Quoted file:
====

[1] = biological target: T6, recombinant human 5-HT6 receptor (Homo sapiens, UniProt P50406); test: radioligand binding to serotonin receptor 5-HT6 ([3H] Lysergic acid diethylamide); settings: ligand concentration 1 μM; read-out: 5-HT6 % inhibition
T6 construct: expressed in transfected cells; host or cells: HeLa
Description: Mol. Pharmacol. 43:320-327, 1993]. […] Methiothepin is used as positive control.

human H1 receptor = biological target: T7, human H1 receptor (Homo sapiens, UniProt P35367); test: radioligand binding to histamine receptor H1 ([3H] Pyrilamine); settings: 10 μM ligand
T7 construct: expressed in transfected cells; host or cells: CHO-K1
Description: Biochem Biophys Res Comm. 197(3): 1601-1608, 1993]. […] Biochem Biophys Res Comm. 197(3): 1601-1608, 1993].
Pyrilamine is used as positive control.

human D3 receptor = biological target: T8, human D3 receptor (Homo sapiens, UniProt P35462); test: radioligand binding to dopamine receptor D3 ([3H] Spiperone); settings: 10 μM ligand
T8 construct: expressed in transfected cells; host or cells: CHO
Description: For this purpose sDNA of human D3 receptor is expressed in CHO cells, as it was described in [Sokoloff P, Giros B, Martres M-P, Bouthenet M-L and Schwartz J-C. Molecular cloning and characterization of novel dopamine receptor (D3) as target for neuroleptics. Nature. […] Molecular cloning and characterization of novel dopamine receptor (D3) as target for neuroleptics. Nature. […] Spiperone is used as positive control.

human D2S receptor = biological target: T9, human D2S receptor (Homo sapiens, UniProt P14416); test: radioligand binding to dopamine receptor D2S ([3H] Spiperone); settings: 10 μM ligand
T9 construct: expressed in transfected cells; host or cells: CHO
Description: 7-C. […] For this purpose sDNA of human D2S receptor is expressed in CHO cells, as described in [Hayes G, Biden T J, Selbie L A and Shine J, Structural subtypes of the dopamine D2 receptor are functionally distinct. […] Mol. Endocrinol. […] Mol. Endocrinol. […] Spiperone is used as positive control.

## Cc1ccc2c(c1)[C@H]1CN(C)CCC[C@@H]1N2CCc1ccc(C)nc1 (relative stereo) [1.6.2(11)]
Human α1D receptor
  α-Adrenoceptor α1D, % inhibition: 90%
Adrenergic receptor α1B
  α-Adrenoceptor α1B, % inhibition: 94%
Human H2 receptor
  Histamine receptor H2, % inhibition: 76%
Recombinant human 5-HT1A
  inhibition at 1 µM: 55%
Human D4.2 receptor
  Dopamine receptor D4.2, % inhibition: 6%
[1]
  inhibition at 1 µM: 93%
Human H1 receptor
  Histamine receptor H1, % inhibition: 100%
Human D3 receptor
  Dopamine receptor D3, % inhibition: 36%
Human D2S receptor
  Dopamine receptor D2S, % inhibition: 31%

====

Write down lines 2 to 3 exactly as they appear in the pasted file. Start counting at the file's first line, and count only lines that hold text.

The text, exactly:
T6 construct: expressed in transfected cells; host or cells: HeLa
Description: Mol. Pharmacol. 43:320-327, 1993]. […] Methiothepin is used as positive control.